Tips On Finding Shark Teeth

Shark teeth are impressive to behold.

Sharks live in oceans around the world and have done so since prehistoric times. These ancient sharks represented different species, just like today’s sharks. A common denominator, though, is that sharks teeth are sharp and triangular. During the lifetime of a shark, thousands of teeth are lost and replaced. Whether ancient or modern, the teeth drop to the bottom of the water. If covered up quickly with sediment, fossilization can occur. Discoveries of fossilized shark teeth occur near water and on land, in areas that long ago were underwater.

Descriptions

When attempting to find shark teeth, start by learning what they look like. Shark teeth range in shape, size and color. Visit a museum where shark teeth are on display, check out the library for books on identifying shark teeth or go online and research shark teeth.

Tried and True

Ask people at museums, a local college, park officials, or people you know if they know where shark teeth are or have been found. Contact geology or fossil hunting groups for locations to find these fossils.

Maps

Obtain topographical or geological survey maps that show land formations. Use these when searching for the location of the fossil site.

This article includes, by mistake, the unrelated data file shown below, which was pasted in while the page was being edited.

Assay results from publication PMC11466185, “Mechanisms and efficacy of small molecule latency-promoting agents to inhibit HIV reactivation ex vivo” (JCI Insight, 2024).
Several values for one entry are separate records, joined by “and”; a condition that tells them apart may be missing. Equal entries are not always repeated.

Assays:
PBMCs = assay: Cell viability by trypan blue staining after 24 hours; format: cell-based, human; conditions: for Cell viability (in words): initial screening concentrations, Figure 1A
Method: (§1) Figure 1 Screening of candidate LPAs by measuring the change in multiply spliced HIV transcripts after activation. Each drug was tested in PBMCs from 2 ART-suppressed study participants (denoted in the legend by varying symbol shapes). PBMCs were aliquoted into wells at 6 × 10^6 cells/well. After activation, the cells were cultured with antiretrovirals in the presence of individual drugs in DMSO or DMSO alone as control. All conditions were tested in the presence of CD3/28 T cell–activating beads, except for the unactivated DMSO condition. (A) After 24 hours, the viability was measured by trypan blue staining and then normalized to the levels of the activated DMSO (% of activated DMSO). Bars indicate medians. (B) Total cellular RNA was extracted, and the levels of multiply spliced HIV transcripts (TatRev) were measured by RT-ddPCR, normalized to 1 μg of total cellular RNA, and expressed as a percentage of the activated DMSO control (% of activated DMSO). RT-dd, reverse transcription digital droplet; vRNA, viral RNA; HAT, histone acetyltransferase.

Keep Records

Use a notebook to record the types of sharks teeth found. Include such information as size, color, and location. Describe other fossils found with the shark teeth. They may provide a means to date the fossil shark teeth.

Tools

A small handheld hammer with a claw and a variety of chisels are useful for removing shark teeth from rocks. A sieve is handy for sifting through beach sand. Carry the fossil “finds” in a container with a lid. Use tissue paper to wrap delicate finds.

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Research

Locate ancient oceans. Due to geologic changes, such as the uplifting and sinking of Earth’s tectonic plates, ancient bodies of water may now be mountains. Look for rocks known to harbor fossils. Fossils formed in sedimentary rock. One example of sedimentary rock is sandstone. Another example is limestone, which come in chalk and shale forms.

Timing

A strong storm churns up sediment and tosses items up on a beach. Following a storm is a good time to see what was placed on a shoreline. Look for places where soil is being moved, such as a quarry, construction sites for buildings or roads, river and streambeds and beaches of oceans and lakes.

Permission

Always ask first before entering private or property to find shark teeth. If it’s a park, check with park officials about any fossil collecting policies. Remember to leave the area looking undisturbed. Simply, be considerate of the landowner, whether public or private..